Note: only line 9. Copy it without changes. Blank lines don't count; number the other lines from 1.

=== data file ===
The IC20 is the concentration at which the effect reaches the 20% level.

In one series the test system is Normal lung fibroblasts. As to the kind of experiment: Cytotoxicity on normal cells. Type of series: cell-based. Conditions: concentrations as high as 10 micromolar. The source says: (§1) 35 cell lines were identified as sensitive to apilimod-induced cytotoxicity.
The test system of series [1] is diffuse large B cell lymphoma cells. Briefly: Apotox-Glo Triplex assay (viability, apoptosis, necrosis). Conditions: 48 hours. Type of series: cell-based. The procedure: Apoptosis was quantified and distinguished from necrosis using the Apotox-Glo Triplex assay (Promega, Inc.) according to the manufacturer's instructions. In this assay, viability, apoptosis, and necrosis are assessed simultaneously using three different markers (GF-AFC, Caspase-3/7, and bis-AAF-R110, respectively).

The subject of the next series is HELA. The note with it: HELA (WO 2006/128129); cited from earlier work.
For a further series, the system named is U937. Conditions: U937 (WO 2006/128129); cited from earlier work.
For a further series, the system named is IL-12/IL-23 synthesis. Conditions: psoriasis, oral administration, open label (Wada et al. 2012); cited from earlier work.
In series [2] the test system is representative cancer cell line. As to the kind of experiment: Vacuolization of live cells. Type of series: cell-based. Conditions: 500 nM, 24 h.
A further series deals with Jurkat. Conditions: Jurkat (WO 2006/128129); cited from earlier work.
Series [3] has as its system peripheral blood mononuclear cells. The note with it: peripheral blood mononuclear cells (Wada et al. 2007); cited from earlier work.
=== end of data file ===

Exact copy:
Series [3] has as its system peripheral blood mononuclear cells. The note with it: peripheral blood mononuclear cells (Wada et al. 2007); cited from earlier work.